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RE: Seminar Library???

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>>Charlie, what if it existed in electronic format for those who could 
benefit
>>from it. Assuming then that the cost for hard copy publications is left 
to
>>those who do not have the means to download a PDF format.
>>I was asking if publication cost was set by profit or by the cost of
>>production. Is AISC, for example, interested more in the profit generated 
by
>>the sale of publications or is the intention to make the information
>>available to engineers so that they can design better structures.
>>                                --Dennis

The short answer to your question:

Electronic doesn't save what you might think. At AISC, its a balance of 
getting the information out there and paying for the costs incurred. We're 
non-profit, so there isn't any profit to generate.

The long answer:

Let's use SAC as an example. I'll admit it's an imperfect subject for this 
example because their documents are distributed free of charge in the end, 
but I have some idea of total costs, so I'll use SAC anyway.

As I understand it, SAC is funded by FEMA to a level that's in the 
neighborhood of $10 million, primarily to produce a design guideline on 
steel moment frames in seismic applications for the use of the structural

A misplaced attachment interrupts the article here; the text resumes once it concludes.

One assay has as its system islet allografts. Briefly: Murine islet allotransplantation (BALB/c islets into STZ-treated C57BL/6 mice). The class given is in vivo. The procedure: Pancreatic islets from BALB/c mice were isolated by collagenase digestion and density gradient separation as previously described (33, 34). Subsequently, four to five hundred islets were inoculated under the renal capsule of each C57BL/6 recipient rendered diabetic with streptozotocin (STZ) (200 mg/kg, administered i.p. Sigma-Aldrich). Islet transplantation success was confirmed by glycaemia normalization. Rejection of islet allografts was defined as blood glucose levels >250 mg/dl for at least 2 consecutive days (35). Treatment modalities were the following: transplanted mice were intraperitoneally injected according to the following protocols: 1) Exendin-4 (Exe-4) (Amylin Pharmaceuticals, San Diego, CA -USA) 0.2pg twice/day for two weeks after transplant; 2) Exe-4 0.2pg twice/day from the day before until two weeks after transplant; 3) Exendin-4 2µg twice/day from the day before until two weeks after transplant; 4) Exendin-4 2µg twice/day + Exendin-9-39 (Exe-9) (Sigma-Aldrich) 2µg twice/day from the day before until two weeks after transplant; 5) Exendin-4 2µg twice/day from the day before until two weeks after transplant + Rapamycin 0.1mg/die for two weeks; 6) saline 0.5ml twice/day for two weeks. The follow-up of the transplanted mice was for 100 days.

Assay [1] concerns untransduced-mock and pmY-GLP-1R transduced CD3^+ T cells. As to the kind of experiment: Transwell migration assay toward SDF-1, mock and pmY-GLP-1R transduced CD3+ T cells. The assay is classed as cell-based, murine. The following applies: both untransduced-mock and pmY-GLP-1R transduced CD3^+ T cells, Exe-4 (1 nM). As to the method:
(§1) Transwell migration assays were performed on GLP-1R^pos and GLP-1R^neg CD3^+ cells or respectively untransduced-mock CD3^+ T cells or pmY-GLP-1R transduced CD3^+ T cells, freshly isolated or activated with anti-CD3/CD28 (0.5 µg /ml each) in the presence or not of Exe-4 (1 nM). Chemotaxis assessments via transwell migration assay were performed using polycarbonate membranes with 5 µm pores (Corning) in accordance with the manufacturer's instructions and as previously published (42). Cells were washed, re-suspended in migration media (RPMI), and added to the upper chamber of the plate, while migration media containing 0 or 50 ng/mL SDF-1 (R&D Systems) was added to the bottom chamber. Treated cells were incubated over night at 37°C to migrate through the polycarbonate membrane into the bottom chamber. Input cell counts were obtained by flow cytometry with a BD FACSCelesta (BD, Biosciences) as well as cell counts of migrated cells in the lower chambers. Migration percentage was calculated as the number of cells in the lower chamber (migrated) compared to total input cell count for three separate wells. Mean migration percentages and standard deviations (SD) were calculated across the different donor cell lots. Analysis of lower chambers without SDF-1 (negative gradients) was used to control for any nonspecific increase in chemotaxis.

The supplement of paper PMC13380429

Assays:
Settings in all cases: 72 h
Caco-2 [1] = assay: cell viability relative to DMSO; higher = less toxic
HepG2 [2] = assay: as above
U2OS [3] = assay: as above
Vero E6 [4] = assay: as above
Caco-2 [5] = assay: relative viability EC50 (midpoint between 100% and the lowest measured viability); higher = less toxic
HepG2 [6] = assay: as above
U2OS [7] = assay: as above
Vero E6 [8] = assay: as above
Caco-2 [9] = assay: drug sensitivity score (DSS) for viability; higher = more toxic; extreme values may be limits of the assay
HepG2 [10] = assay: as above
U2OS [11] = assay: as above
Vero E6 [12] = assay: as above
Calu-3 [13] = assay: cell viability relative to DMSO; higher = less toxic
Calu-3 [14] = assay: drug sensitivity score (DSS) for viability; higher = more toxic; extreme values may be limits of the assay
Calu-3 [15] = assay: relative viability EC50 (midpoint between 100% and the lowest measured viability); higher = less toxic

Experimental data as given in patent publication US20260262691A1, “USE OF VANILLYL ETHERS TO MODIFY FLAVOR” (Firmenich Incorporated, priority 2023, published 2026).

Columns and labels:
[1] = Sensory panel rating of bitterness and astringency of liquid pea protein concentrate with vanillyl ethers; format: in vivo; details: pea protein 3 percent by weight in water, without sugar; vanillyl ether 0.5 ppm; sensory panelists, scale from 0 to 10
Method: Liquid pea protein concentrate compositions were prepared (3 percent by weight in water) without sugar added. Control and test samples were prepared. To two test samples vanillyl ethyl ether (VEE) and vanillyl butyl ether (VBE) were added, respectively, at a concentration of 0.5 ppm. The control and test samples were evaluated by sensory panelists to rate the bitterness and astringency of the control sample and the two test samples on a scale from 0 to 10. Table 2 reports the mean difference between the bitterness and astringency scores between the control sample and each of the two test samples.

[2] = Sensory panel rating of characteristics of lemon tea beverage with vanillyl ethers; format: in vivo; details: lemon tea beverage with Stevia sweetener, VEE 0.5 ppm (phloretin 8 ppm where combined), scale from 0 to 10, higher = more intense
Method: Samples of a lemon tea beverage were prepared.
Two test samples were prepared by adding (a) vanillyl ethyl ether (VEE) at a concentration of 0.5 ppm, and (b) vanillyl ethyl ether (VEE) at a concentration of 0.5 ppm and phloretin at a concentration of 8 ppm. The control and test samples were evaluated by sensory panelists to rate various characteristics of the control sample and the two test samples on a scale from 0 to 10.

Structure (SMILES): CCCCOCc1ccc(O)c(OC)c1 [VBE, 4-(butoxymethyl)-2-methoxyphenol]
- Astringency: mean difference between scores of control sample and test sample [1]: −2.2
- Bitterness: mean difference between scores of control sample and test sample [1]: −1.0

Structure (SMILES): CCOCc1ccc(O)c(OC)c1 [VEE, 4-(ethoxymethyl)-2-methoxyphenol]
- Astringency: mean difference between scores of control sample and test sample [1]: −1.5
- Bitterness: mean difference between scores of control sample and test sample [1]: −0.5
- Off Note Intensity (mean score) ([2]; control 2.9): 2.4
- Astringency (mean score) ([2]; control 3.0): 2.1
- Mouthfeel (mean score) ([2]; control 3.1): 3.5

engineering community. Assuming they spend this entire amount in doing so, 
the development cost for this document is $10 million. Subsequently, it 
will be printed, bound and distributed. I don't know what these costs are, 
but I'd estimate that they will be in the neighborhood of $200,000. Even if 
I'm way off with this number, it really isn't important for this exercise 
because it's the relative orders of magnitude that are of interest here.

The $10 million development cost exists whether you publish in hard copy or 
electronically. Said another way, the only cost you're affecting when you 
publish electronically is the $200,000 estimate above. And who knows what 
the electronic publishing cost will be anyway. It might be nominal if you 
just use a PDF file, but could be quite substantial if you want to do build 
some advanced functionality into the document (i.e., have it be more than a 
picture of the book on the screen).

If SAC were to sell their document, they'd have to consider all these costs 
and their end motive (service, non-profit, for-profit, etc.). Being as they 
are FEMA funded, I guess that puts them in the service category.

As far as AISC goes, we're non-profit. That means all of the income we have 
(publication sales is a part of that) is loosely balanced against the cost 
of keeping the doors open, lights on and engine humming.

Charlie